The Center for Connected Health Policy (CCHP) recently released its annual report that offers a summary guide of Medicaid provider manuals, applicable state laws, and telehealth-related regulations for all fifty states and the District of Columbia. This report serves as a real resource for the community on how each state defines, governs, and regulates technology-enabled health care, noting policy trends across eleven key categories.
Some recent findings from CCHP’s report includes the following:
- 48 states and Washington, DC, provide reimbursement for some form of live video in Medicaid fee-for-service. This has remained constant since CCHP’s August 2016 edition of this report.
- 13 states provide reimbursement for store-and-forward. 1 state, Nevada, has been added since August 2016.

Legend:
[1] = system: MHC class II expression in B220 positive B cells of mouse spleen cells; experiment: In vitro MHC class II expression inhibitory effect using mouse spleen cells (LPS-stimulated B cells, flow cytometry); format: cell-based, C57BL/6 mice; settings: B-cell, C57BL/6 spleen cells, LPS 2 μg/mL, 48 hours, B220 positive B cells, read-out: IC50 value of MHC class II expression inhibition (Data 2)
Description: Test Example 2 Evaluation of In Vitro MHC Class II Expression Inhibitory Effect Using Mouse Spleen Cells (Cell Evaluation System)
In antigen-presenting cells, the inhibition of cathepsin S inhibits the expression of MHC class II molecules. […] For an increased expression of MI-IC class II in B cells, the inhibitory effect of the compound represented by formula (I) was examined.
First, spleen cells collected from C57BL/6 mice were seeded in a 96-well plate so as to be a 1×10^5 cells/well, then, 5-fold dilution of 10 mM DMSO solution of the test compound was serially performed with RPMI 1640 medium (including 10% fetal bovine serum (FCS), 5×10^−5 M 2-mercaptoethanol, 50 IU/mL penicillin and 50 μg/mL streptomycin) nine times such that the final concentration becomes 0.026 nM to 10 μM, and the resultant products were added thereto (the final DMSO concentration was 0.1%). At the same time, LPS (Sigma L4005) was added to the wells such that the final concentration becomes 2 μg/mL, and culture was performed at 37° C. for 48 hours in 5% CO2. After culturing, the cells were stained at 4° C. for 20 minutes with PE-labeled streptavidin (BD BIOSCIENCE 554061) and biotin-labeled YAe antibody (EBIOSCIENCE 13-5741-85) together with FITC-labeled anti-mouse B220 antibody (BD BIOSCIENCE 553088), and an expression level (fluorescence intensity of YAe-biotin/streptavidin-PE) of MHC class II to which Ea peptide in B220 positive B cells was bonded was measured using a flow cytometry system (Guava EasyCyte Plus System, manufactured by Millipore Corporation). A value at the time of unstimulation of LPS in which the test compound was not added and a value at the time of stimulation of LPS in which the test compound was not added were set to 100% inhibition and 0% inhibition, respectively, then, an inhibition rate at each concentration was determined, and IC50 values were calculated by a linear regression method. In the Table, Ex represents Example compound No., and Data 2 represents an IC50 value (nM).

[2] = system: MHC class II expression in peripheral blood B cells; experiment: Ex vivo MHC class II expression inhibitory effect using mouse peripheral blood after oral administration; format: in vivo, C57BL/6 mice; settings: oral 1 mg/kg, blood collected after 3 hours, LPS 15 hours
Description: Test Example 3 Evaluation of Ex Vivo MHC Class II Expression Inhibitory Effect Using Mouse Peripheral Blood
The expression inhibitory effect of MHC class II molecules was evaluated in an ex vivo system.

- 22 state Medicaid programs provide reimbursement for remote patient monitoring (RPM). The 3 states that added RPM since August 2016 include Arizona, Nebraska and Virginia. Most states with RPM policies restrict reimbursement to home health agencies, and limit it to patients with specific clinical conditions.
- Although the practice of restricting reimbursable telehealth services to rural or underserved areas, as is done in the Medicare program, is decreasing, some states continue to maintain this policy. 6 states currently have some form of a geographic restriction.
As background, CCHP is dedicated to integrating telehealth virtual technologies into the health care system through advancing sound policy based on objective research and informed practices. CCHP actively researches and analyzes important telehealth policy issues, engages influential public and private sectors through analyses and reports, and provides key telehealth policy resources nationwide.
In 2012, CCHP’s scope grew to include national telehealth policy issues as it became the federally designated National Telehealth Policy Resource Center (NTRC-P), funded by the Health Resources and Services Administration.